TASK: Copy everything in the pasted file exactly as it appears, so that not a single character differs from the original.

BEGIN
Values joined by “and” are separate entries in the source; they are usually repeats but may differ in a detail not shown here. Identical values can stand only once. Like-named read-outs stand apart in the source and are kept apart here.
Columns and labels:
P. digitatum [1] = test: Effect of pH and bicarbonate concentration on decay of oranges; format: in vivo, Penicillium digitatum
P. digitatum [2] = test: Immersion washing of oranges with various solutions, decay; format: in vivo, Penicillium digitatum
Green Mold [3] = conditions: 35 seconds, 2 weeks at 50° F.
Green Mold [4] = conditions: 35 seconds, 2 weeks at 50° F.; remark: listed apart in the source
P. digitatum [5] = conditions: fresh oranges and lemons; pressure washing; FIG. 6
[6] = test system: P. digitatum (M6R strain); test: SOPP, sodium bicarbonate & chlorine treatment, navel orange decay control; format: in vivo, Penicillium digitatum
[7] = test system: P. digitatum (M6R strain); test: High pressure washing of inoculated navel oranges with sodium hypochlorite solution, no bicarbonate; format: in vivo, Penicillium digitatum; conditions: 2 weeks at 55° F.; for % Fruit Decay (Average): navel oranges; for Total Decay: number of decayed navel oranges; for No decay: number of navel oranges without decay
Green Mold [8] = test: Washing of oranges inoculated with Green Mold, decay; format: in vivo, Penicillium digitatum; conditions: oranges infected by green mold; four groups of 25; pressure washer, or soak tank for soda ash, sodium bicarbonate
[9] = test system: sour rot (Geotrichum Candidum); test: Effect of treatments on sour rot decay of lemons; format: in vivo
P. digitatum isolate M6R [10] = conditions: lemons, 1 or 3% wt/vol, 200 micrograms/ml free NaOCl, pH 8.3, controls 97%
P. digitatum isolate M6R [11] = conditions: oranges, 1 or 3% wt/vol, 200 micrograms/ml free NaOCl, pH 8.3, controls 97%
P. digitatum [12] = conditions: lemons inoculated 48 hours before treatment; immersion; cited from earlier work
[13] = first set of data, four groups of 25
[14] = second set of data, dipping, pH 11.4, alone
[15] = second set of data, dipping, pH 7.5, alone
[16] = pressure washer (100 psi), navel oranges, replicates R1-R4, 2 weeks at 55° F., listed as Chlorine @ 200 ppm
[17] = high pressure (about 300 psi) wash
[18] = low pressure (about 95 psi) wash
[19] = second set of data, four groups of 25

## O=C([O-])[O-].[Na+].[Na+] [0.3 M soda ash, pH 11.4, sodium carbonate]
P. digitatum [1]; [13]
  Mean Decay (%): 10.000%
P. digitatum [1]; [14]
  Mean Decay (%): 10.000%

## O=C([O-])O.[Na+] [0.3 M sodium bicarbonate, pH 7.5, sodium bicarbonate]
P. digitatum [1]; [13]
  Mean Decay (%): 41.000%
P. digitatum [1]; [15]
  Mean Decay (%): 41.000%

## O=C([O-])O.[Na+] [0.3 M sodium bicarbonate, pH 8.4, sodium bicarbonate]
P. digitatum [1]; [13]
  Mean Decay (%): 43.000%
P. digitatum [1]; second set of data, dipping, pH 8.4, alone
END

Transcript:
Values joined by “and” are separate entries in the source; they are usually repeats but may differ in a detail not shown here. Identical values can stand only once. Like-named read-outs stand apart in the source and are kept apart here.
Columns and labels:
P. digitatum [1] = test: Effect of pH and bicarbonate concentration on decay of oranges; format: in vivo, Penicillium digitatum
P. digitatum [2] = test: Immersion washing of oranges with various solutions, decay; format: in vivo, Penicillium digitatum
Green Mold [3] = conditions: 35 seconds, 2 weeks at 50° F.
Green Mold [4] = conditions: 35 seconds, 2 weeks at 50° F.; remark: listed apart in the source
P. digitatum [5] = conditions: fresh oranges and lemons; pressure washing; FIG. 6
[6] = test system: P. digitatum (M6R strain); test: SOPP, sodium bicarbonate & chlorine treatment, navel orange decay control; format: in vivo, Penicillium digitatum
[7] = test system: P. digitatum (M6R strain); test: High pressure washing of inoculated navel oranges with sodium hypochlorite solution, no bicarbonate; format: in vivo, Penicillium digitatum; conditions: 2 weeks at 55° F.; for % Fruit Decay (Average): navel oranges; for Total Decay: number of decayed navel oranges; for No decay: number of navel oranges without decay
Green Mold [8] = test: Washing of oranges inoculated with Green Mold, decay; format: in vivo, Penicillium digitatum; conditions: oranges infected by green mold; four groups of 25; pressure washer, or soak tank for soda ash, sodium bicarbonate
[9] = test system: sour rot (Geotrichum Candidum); test: Effect of treatments on sour rot decay of lemons; format: in vivo
P. digitatum isolate M6R [10] = conditions: lemons, 1 or 3% wt/vol, 200 micrograms/ml free NaOCl, pH 8.3, controls 97%
P. digitatum isolate M6R [11] = conditions: oranges, 1 or 3% wt/vol, 200 micrograms/ml free NaOCl, pH 8.3, controls 97%
P. digitatum [12] = conditions: lemons inoculated 48 hours before treatment; immersion; cited from earlier work
[13] = first set of data, four groups of 25
[14] = second set of data, dipping, pH 11.4, alone
[15] = second set of data, dipping, pH 7.5, alone
[16] = pressure washer (100 psi), navel oranges, replicates R1-R4, 2 weeks at 55° F., listed as Chlorine @ 200 ppm
[17] = high pressure (about 300 psi) wash
[18] = low pressure (about 95 psi) wash
[19] = second set of data, four groups of 25

## O=C([O-])[O-].[Na+].[Na+] [0.3 M soda ash, pH 11.4, sodium carbonate]
P. digitatum [1]; [13]
  Mean Decay (%): 10.000%
P. digitatum [1]; [14]
  Mean Decay (%): 10.000%

## O=C([O-])O.[Na+] [0.3 M sodium bicarbonate, pH 7.5, sodium bicarbonate]
P. digitatum [1]; [13]
  Mean Decay (%): 41.000%
P. digitatum [1]; [15]
  Mean Decay (%): 41.000%

## O=C([O-])O.[Na+] [0.3 M sodium bicarbonate, pH 8.4, sodium bicarbonate]
P. digitatum [1]; [13]
  Mean Decay (%): 43.000%
P. digitatum [1]; second set of data, dipping, pH 8.4, alone